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Nigeria’s schools re-open but many parents can no longer afford them

as purchasing power of parents’ cripple

Five months after Nigerian schools shut down, as part of broader plans to curb the spread of COVID-19, Yomi, a middle-class parent of two private secondary school students in Lagos is unsure how to feel about his children returning to their classrooms to continue learning.

On the one hand, Yomi feels school resumption has been long overdue, with the delay costing students’ valuable months of learning. On the other, the 42-year-old sales manager, now out of a job due to the pandemic fallout, cannot help feeling unprepared financially.

“I am not sure of my next move as I wrote to my children’s school to allow them resume while I search for money to pay their school fees, but the school insisted only students that have paid will be resuming,” says Yomi.”

Nigerian schools, especially those in Lagos, have been closed since April and are now reopening as activities in the country slowly resume in the absence of a virus vaccine.

The Federal Government announced earlier in the month that state governments and school administrators should prepare for the re-opening of schools across the nation.

The states reopening their schools include Lagos, Osun, Oyo, Ogun, Ondo, Ekiti, Bayelsa, Delta, Rivers, Kogi, Benue, Niger, Kwara, and the Federal Capital Territory (FCT) with most of them targeting September 21 as first day of resumption.

But setting a date is only one of several hurdles to getting students back in their classrooms. Parents across the country are in a worse financial state now than at the beginning of the year, no thanks to income cuts, job losses, and rising inflation from costlier food, energy and currency devaluation.

The dwindling economic conditions mean budget constraint has become tighter on the erosion of purchasing power. In simple terms, spending on one item now means giving up more of another.

Primary determinants of purchasing power include prices and income levels (both real and nominal), according to Ikemesit Effiong, Head of Research, SBM Intelligence.

Food inflation is currently at 16 percent year-on-year, with prices of bread, cereal, fish, meat, potato, fruits, and vegetables accounting for the bulk.

Wale Olusi, Head of Research, United Capital Plc said in the last one year, the price of garri has jumped by 46 percent, price of local rice has increased by 30.5 percent and imported rice has gone up by 37.1 percent, thereby worsening the hardship of Nigerians.

“Many Nigerians have lost their jobs due to the pandemic, while the ones who still have jobs have suffered from salary cuts or no pay at all,” said Olusi.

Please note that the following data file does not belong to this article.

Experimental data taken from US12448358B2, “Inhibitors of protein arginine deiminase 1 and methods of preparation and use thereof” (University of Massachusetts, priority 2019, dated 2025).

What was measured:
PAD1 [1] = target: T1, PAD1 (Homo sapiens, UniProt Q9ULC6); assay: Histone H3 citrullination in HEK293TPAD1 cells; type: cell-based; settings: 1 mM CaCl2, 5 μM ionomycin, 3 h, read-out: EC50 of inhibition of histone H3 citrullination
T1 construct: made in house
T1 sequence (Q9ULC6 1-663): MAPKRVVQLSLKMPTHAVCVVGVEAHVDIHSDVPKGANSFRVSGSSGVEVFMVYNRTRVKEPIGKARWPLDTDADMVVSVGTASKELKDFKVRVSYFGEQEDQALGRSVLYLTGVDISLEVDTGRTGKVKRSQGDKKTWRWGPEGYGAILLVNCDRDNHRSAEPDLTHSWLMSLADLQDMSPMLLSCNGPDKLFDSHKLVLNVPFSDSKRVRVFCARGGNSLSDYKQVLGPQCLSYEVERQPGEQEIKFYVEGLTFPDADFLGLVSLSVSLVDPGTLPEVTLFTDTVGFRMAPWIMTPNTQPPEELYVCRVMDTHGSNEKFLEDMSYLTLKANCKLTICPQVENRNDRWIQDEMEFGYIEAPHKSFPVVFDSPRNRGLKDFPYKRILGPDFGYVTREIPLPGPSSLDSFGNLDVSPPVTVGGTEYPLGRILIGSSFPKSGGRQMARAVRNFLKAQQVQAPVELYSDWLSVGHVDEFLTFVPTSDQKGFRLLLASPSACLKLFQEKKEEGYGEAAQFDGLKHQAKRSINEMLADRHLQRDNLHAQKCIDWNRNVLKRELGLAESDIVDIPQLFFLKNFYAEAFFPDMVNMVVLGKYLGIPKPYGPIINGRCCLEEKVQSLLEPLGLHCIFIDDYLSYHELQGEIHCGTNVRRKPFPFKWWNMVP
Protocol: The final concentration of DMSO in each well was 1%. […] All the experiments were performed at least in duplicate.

Meanwhile BusinessDay findings show private primary and secondary schools can charge from N250,000 to N6 million per annum for each student. NBS data shows Education is the third most important non-f0od expense accounting for 6.04% of total household spending.

Cynthia, a mother of six children residing in Port Harcourt told BusinessDay journalist providing her children three-square meals is already difficult and she doubts her capacity to pay for all necessary school expenses.

Beyond food, the recent increases in fuel price and electricity tariff is also pushing down the purchasing power of many Nigerians as they now spend more on these items.

Nigeria is currently one of the most miserable countries in the world given her worsening misery index which sums record unemployment levels with double-digits inflation.

Some parents said they are drawing down on rainy day funds to support their children’s learning and schools say there’s no help they can offer for now because of the severe strain the pandemic has put on their revenue.

“The school is not a charitable organization, we need parents to start paying so that we can have money to pay our teachers and meet up with our current expenses,” says Aina, (name with-held), the owner of a private secondary school in Oyo state.


There is no clear-cut solution to the issue at hand as both parents and school owners have large expenses to meet, according to Boboye Olaolu, Sub-Saharan African Economist at CSL Stockbrokers.

“one option which is not so much of a win-win could be that schools should defer third term school fees,” Olaolu said.

Olaolu also said “Another option which is very important is the consensus between parents and school owners on how to make life easy for both parties”.

“In a situation where schools cannot defer third term school fees, they should reduce the fees by accounting for only the five weeks government asked them to be opened for”, Olaolu said.

Mr Segun (not real name), a parent of three girls in a public primary school in Lagos said “the government has missed their time to help this situation, schools should be more understanding and should put the financial conditions of parents into consideration.”

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